11. The system of claim 10, wherein said transaction return data comprises channel and data stream viewing data.
12. The system of claim 10, wherein said transaction return data comprises energy management data.
13. The system of claim 1, said data input circuitry is coupled to an alarm sensing device, said transaction identification data identifies an alarm service.
14. The system of claim 13, wherein data entry completion is signaled by the occurrence of an alarm.
15. The system of claim 1, wherein said video signal source transmits video images of items offered for sale, said transaction identification data comprises an item number and data entry completion is signalled by the occurrence of receipt of all of complete item description, quantity and price data associated with subscriber identification data.
16. The system of claim 1, wherein said video signal source transmits video games, said transaction identification data at least identifies the video game.
17. A method for providing interactive services between a central source and a subscriber terminal of a subscription television system, comprising the steps of:
generating a transaction having interactive transaction data and transaction identification data at said central source;
downloading said transaction to said subscriber terminal;
determining completion of entry of transaction return data for a particularly identified transaction;
communicating said transaction return data and said transaction identification data to said central source; and
correlating received transaction return data with at least said transaction identification data at said central source.
18. The method of claim 17 further comprising the step of:
calculating summary data at said central source according to said correlating step.
19. The method of claim 18 further comprising the steps of:
generating a second transaction at said central source according to said summary data; and
downloading said second transaction to said subscriber terminal.
20. The method of claim 17, wherein said central source is a program source of said subscription television system.
21. The method of claim 17, wherein said central source is a headend of said subscription television system.
22. The method of claim 17, wherein said subscription television system comprises a central office coupled to at least one headend, wherein said central source is said central office.
23. The method of claim 17, wherein the transaction identification data comprises a template number and transaction return data comprises subscriber entered data associated with said template.
24. The method of claim 23, wherein said subscriber entered data comprises polling data.
25. The method of claim 23, wherein said subscriber entered data comprises gambling data.
26. The method of claim 23, wherein said transaction return data comprises responses to questions associated with an educational television program received by said subscriber terminal.
27. The method of claim 17, wherein said subscriber terminal comprises a real time clock, said transaction identification data identifies said transaction as one requiring the collection of transaction return data at a particular real time of day and data entry completion is signaled by said real time of day.
28. The method of claim 27, wherein said transaction return data comprises channel and data stream viewing data.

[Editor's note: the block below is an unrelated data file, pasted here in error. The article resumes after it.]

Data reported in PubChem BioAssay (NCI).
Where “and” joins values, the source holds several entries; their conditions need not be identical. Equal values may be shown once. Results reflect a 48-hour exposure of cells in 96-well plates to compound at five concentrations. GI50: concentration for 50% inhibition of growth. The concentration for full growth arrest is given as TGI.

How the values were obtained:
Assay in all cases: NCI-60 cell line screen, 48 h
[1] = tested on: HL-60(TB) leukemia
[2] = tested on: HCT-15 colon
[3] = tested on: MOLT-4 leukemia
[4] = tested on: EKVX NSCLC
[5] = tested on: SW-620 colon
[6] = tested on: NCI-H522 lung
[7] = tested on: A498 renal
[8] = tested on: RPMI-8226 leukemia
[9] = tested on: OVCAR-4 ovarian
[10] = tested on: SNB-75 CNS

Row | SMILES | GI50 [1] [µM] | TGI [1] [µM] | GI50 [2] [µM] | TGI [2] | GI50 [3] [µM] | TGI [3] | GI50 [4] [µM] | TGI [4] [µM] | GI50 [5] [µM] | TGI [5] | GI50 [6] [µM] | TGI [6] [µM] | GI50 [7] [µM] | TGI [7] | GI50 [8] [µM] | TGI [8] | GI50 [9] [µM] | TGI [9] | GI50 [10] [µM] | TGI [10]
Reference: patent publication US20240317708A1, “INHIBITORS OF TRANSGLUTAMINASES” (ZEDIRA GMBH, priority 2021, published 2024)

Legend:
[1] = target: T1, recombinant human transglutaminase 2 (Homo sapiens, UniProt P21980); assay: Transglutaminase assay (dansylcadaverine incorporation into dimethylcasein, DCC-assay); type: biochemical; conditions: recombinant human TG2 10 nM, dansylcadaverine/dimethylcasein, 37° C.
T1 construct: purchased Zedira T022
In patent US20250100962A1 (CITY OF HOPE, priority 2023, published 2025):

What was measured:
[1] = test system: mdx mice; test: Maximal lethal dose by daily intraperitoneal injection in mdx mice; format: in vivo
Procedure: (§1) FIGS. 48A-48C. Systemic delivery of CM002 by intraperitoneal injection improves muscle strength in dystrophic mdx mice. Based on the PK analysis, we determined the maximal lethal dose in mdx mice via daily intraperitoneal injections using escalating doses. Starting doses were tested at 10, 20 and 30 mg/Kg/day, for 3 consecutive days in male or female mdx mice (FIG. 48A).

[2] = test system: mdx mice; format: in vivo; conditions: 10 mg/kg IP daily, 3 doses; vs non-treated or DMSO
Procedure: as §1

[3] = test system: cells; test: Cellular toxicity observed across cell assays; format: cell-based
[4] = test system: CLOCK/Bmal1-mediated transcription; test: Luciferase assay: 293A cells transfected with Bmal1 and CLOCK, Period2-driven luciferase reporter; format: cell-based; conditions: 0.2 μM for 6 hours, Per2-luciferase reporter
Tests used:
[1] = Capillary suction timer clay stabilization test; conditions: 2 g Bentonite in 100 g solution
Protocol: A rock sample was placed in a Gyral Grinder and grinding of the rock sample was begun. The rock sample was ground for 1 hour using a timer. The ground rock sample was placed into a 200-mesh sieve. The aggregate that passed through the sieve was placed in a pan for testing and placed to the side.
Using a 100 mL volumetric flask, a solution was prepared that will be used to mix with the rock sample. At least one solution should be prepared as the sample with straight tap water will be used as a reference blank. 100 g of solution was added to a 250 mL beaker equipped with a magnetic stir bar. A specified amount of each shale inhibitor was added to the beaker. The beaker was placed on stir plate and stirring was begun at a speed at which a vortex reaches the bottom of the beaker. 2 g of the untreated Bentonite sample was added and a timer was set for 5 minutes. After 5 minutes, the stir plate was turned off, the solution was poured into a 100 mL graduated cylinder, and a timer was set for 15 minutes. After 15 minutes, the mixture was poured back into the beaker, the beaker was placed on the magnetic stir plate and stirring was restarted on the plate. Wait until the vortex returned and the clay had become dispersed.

29. The method of claim 27, wherein said transaction return data comprises energy management data.
30. The method of claim 17, wherein said subscriber terminal comprises data input circuitry coupled to an alarm sensing device, said transaction identification data identifies an alarm service.
31. The method of claim 30 wherein data entry completion is signaled by the occurrence of an alarm.
32. The method of claim 17, wherein said transaction identification data comprises an item number of items offered for sale in a program received by said subscriber terminal and data entry completion is signaled by the occurrence of receipt of all of complete item description, quantity and price data associated with subscriber identification data.
33. The method of claim 17, wherein said transaction identification data at least identifies a video game received by said subscriber terminal.
34. A method of communicating interactive information between a central source and a subscriber terminal of a subscription television system, the method comprising the steps of:
downloading a template screen along with a template identifier from said central source to said subscriber terminal;
storing said template screen and said template identifier in an interactive buffer within said subscriber terminal;
selectively generating on-screen character and graphics displays in place of or overlaid on the composite video signal according to said template screen stored in said interactive buffer;
determining that a viewer has entered a selection or a timeout period has expired;
generating return path data according to said selection by the viewer; and
communicating said return path data together with said template identifier to said central source via a return path communication link.
35. The method of claim 34, wherein the template screen includes interactive fields which represent one of blank fields which may be completed by the viewer and choices from which the viewer can make selections, said method further comprising the step of designating that one or more of the interactive fields is to be uniquely displayed.
36. The method of claim 34, wherein said central source is a program source of said subscription television system.